This opinion will be unpublished and

may not be cited except as provided by

Minn. Stat. § 480A.08, subd. 3 (2000).






Robert D. Stoneburner, et al.,





Burt W. Dubow, et al.,



Filed May 28, 2002


Hanson, Judge


Stearns County District Court

File No. CX004971


Robert D. Stoneburner, Stoneburner Law Office, 100 Washburne Avenue, P.O. Box 202, Paynesville, MN  56362 (attorney pro se for appellants)


Russell R. Cherne, Pennington & Lies, P.A., 111 First Street North, P.O. Box 1756, St. Cloud, MN  56302-1756 (for respondents)



            Considered and decided by Halbrooks, Presiding Judge, Schumacher, Judge, and Hanson, Judge.

U N P U B L I S H E D   O P I N I O N


            Appellant-landlords argue that the district court improperly granted summary judgment to respondent-tenants, determining that the parties had not reached an agreement to renew their lease.  Because appellants raised no genuine issues of material fact and respondents are entitled to judgment as a matter of law, we affirm.


            Appellants Robert D. and Jane M. Stoneburner, as landlords, and respondents Burt W. and Cheri Dubow and St. Cloud Optometry Clinic, as tenants, entered into a three-year lease for commercial real estate expiring on September 10, 1992.  The lease contained an “Option to Renew” clause giving respondents the option of renewing the lease for an additional five-year period “upon such terms and conditions as may be mutually agreeable to the parties.”

            Before the end of the lease, the parties began negotiating terms for renewal of the lease through a series of letters.  During the negotiations, the lease expired but respondents continued their tenancy and began paying the higher rent that was being negotiated for any renewed lease.  The parties continued to negotiate the terms of the renewed lease until October 1992, but a new lease was never signed.  In a letter dated September 23, 1992, respondents stated that they accepted appellants’ offer on what had been the only issue remaining for negotiation, but then revived another issue by proposing a two-year term with a one-year option, instead of the five-year term assumed in previous negotiations.  Appellants rejected this proposal and there were no further negotiations.  On November 25, 1992, respondents gave notice that they would vacate the property on January 10, 1993.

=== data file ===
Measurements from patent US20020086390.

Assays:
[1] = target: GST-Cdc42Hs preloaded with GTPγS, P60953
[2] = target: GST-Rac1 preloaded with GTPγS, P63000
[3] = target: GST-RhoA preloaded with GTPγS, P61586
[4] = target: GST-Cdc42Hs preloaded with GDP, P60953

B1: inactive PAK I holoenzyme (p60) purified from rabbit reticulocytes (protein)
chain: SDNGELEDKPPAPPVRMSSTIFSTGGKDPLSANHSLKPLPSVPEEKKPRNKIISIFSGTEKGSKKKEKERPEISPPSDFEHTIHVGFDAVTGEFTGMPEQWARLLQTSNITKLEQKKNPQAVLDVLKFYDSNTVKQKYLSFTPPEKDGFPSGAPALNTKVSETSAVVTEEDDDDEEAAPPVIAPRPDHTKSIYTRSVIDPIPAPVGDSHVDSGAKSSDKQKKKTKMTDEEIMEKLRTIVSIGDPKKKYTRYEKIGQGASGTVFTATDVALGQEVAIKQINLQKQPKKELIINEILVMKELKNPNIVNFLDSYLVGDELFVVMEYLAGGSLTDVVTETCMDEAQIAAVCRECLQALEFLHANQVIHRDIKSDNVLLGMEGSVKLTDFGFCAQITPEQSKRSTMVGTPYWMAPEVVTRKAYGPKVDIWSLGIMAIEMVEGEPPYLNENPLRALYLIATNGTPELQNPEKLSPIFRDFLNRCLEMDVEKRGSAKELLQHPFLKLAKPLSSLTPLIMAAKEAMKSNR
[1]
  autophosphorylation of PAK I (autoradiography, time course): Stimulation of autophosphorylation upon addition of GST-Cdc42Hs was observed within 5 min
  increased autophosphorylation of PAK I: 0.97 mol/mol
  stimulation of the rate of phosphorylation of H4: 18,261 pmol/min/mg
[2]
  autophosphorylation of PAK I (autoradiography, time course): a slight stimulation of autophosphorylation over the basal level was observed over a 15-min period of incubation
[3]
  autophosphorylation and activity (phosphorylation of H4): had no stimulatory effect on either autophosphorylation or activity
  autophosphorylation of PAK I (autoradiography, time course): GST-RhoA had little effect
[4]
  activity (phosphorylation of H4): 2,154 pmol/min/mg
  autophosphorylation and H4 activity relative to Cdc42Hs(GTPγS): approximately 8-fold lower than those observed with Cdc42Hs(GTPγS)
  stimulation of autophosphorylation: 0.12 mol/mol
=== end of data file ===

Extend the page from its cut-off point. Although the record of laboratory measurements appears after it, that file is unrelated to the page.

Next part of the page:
Appellants filed suit alleging breach of contract.  Respondents moved for summary judgment, arguing that no lease was formed because the parties never reached an agreement on the length of the term.  The district court granted summary judgment and this appeal followed.


            On appeal from summary judgment, this court considers whether there are any genuine issues of material fact and whether the district court erred in its application of the law.  State by Cooper v. French, 460 N.W.2d 2, 4 (Minn. 1990).  No genuine issue of material fact exists “‘[w]here the record taken as a whole could not lead a rational trier of fact to find for the nonmoving party.’”  DLH, Inc. v. Russ, 566 N.W.2d 60, 69 (Minn. 1997) (quoting Matsushita Elec. Indus. Co. v. Zenith Radio Corp., 475 U.S. 574, 587, 106 S. Ct. 1348, 1356 (1986)).  This court views the evidence in the light most favorable to the party against whom summary judgment was granted.  Fabio v. Bellomo, 504 N.W.2d 758, 761 (Minn. 1993).

            Appellants contend that the lower court erred by granting summary judgment in favor of respondents because (1) the correspondence between the parties established agreement on all essential terms of the new lease; and (2) respondents’ payment of the increased rent established the new lease by part performance.